BHP has announced a five-year, $400 million Climate Investment Program to develop technologies to reduce emissions from its own operations as well as those generated from the use of its resources.
Andrew Mackenzie, BHP CEO, said: the program will, over the next five years, scale up low carbon technologies critical to the decarbonisation of its operations. He added: “It will drive investment in nature-based solutions and encourage further collective action on scope three emissions.
“Commercial success of these investments will breed ambition and create more innovative partnerships to respond collectively to the climate challenge.”
This year alone, BHP has announced several initiatives looking to reduce its carbon footprint, namely: releasing the world’s first bulk carrier tender for LNG-fuelled ships for iron ore transport, signing an agreement with Mitsubishi to explore new emission reduction technologies and making a $6 million equity investment into Carbon Engineering Ltd, a company looking to remove carbon dioxide from the atmosphere.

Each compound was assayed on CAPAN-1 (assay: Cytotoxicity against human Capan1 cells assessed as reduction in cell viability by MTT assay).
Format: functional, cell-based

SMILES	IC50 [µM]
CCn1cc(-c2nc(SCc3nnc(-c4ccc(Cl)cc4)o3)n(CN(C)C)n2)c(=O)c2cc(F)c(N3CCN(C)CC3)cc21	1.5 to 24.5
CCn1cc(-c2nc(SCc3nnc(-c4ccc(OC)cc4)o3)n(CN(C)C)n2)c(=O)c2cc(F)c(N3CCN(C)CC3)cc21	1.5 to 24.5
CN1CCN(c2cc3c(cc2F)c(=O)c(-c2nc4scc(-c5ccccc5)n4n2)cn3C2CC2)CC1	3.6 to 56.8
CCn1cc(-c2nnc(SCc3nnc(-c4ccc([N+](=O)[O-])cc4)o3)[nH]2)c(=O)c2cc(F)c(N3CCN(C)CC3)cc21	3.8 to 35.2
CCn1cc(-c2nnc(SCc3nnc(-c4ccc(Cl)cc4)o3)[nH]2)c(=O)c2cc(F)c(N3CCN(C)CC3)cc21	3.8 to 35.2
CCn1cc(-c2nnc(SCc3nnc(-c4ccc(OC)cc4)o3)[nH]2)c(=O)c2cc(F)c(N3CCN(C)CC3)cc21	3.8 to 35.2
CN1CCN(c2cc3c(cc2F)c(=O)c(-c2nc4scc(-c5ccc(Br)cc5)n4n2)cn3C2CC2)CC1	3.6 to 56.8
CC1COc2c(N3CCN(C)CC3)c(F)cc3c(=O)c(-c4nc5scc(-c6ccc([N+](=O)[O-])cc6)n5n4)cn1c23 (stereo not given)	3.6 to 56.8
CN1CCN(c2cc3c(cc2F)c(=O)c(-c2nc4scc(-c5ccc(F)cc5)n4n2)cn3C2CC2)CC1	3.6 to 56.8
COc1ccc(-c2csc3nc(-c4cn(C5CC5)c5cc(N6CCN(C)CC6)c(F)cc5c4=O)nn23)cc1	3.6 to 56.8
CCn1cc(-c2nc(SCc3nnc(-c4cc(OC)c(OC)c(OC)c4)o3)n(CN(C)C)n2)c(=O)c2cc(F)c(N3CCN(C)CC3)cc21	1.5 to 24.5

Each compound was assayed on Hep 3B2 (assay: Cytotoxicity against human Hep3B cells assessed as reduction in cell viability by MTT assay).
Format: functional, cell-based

Mackenzie said: “We must take a product stewardship role for emissions across our value chain and commit to work with shippers, processors and users of our products to reduce scope three emissions.”
Other measures the company announced today include:
- Establishing a new medium-term, science-based target for scope one and two emissions in line with the Paris Agreement. “This is in addition to BHP’s short-term goal to cap 2022 emissions at 2017 levels, and long-term goal of net-zero emissions by mid-century,” the company said;
- Developing a new climate portfolio analysis report in 2020, following on from BHP’s 2015 two degree scenario analysis. “This new report will evaluate the potential impacts of a broader range of scenarios and a transition to a ‘well below’ two degree world”, and;
- Strengthening the link between emissions performance and executive remuneration. From 2021, this link will be clarified to further reinforce the strategic importance and responsibility of reducing emissions as a business, BHP said.
Mackenzie concluded: “We require a considered and orderly transition to a lower carbon world, in which resource companies like BHP have both critical expertise and a key role to play.”